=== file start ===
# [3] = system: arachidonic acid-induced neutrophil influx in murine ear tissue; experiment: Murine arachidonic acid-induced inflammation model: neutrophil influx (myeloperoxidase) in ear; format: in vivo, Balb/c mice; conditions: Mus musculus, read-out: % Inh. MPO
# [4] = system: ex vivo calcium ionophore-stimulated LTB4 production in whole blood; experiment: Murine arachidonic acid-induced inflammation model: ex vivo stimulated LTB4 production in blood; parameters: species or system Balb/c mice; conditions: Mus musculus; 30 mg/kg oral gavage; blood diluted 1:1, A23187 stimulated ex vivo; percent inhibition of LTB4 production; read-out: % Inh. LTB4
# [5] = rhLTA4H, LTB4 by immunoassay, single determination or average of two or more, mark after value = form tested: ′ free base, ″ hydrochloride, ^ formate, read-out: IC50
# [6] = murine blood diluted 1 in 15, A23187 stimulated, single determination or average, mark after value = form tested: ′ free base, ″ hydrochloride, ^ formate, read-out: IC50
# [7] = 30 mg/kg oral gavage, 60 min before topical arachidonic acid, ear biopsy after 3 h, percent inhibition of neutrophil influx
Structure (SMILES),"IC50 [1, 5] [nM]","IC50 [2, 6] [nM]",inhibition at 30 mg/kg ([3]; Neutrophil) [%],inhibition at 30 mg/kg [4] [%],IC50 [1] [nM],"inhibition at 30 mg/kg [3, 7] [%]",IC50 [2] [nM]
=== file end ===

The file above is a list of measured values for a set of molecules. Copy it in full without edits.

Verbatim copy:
# [3] = system: arachidonic acid-induced neutrophil influx in murine ear tissue; experiment: Murine arachidonic acid-induced inflammation model: neutrophil influx (myeloperoxidase) in ear; format: in vivo, Balb/c mice; conditions: Mus musculus, read-out: % Inh. MPO
# [4] = system: ex vivo calcium ionophore-stimulated LTB4 production in whole blood; experiment: Murine arachidonic acid-induced inflammation model: ex vivo stimulated LTB4 production in blood; parameters: species or system Balb/c mice; conditions: Mus musculus; 30 mg/kg oral gavage; blood diluted 1:1, A23187 stimulated ex vivo; percent inhibition of LTB4 production; read-out: % Inh. LTB4
# [5] = rhLTA4H, LTB4 by immunoassay, single determination or average of two or more, mark after value = form tested: ′ free base, ″ hydrochloride, ^ formate, read-out: IC50
# [6] = murine blood diluted 1 in 15, A23187 stimulated, single determination or average, mark after value = form tested: ′ free base, ″ hydrochloride, ^ formate, read-out: IC50
# [7] = 30 mg/kg oral gavage, 60 min before topical arachidonic acid, ear biopsy after 3 h, percent inhibition of neutrophil influx
Structure (SMILES),"IC50 [1, 5] [nM]","IC50 [2, 6] [nM]",inhibition at 30 mg/kg ([3]; Neutrophil) [%],inhibition at 30 mg/kg [4] [%],IC50 [1] [nM],"inhibition at 30 mg/kg [3, 7] [%]",IC50 [2] [nM]